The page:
Benjamin Franklin’s 13 Virtues
Benjamin Franklin’s 13 virtues served as a guide to him for most of his long life. He attributed most of his success and happiness to the pursuit of these virtues, though he admits that he never attained the perfection.
You too can implement a virtue system in your life. I would caution you to be mindful that the pursuit of the virtue is more important than its attainment. This system helps us become more aware of our behavior and thinking in our daily activities. This awareness allows us to harvest these virtues and combine them into a powerful ally.
These virtues are:
- Temperance. Eat not to dullness; drink not to elevation.
- Silence. Speak not but what may benefit others or yourself; avoid trifling conversation.
- Order. Let all your things have their places; let each part of your business have its time.
- Resolution. Resolve to perform what you ought; perform without fail what you resolve.
- Frugality. Make no expense but to do good to others or yourself; waste nothing.
- Industry. Lose no time; be always employ’d in something useful; cut off all unnecessary actions.
- Sincerity. Use no hurtful deceit; think innocently and justly, and, if you speak, speak accordingly.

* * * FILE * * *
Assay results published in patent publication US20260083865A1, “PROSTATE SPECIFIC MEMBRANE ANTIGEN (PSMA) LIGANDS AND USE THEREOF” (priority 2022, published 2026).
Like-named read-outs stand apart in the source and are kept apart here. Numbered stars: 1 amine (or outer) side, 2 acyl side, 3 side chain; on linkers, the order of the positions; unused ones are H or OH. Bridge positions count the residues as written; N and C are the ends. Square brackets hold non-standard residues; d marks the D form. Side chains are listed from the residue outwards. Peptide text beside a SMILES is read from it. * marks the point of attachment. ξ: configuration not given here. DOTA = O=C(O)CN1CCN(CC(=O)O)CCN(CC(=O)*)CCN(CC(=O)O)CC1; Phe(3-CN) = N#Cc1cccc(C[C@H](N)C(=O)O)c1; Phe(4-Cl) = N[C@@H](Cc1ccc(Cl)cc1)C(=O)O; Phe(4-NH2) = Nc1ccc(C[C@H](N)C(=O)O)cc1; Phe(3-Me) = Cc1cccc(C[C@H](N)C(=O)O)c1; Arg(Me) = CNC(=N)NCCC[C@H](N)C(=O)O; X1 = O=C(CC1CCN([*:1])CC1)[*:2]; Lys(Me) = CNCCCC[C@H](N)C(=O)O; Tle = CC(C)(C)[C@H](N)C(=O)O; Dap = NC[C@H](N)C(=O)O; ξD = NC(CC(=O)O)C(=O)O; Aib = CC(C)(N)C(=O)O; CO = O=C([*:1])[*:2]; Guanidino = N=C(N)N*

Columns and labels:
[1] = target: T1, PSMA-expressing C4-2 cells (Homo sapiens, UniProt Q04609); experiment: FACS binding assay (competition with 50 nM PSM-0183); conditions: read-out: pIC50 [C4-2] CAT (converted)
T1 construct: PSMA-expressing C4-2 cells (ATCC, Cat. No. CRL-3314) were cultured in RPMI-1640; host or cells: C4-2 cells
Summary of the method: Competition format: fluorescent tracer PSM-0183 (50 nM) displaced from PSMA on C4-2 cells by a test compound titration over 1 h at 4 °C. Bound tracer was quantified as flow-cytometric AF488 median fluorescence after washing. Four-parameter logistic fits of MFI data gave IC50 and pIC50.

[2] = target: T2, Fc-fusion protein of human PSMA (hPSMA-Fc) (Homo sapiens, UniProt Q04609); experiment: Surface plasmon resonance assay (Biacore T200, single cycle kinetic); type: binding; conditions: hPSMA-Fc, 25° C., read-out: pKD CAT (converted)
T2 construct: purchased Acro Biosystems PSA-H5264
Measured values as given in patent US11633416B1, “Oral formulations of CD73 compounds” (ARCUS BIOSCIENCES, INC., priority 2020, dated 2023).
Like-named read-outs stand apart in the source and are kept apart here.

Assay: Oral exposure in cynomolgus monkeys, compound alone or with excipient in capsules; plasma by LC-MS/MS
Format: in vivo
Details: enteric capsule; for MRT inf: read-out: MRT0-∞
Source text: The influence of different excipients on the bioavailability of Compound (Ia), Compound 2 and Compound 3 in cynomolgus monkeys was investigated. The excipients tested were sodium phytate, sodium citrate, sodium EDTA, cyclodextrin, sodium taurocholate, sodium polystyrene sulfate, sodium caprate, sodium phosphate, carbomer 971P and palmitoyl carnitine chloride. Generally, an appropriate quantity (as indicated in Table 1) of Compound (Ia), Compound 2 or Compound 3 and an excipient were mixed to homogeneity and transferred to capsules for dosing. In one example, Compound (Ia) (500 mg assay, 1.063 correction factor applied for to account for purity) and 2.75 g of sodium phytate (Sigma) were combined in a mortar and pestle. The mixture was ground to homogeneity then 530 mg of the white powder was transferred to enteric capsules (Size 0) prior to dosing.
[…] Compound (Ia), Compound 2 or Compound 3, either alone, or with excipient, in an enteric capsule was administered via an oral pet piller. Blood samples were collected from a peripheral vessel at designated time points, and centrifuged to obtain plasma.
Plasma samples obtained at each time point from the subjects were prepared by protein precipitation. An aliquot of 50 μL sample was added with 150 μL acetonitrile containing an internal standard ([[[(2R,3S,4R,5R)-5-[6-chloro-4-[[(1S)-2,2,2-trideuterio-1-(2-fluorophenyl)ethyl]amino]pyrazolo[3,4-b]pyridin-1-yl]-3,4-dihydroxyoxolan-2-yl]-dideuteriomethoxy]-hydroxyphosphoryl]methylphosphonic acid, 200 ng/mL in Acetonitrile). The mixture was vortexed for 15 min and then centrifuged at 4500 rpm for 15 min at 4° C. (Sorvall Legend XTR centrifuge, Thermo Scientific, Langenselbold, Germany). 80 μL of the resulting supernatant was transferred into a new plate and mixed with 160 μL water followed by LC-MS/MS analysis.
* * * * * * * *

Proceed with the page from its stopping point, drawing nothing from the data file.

- Justice. Wrong none by doing injuries, or omitting the benefits that are your duty.
- Moderation. Avoid extremes; forbear resenting injuries so much as you think they deserve.
- Cleanliness. Tolerate no uncleanliness in body, cloaths, or habitation.
- Tranquillity. Be not disturbed at trifles, or at accidents common or unavoidable.
- Chastity. Rarely use venery but for health or offspring, never to dullness, weakness, or the injury of your own or another’s peace or reputation.
- Humility. Imitate Jesus and Socrates.
Franklin used the following chart to track his progress in his virtuous journey. You can get you own set of Virtue Charts by clicking here!
For more information on Franklin’s 13 virtues and how to apply them to your life check out Franklin’s Way: 13 Virtues For A Better Life on Amazon and Barnes & Noble.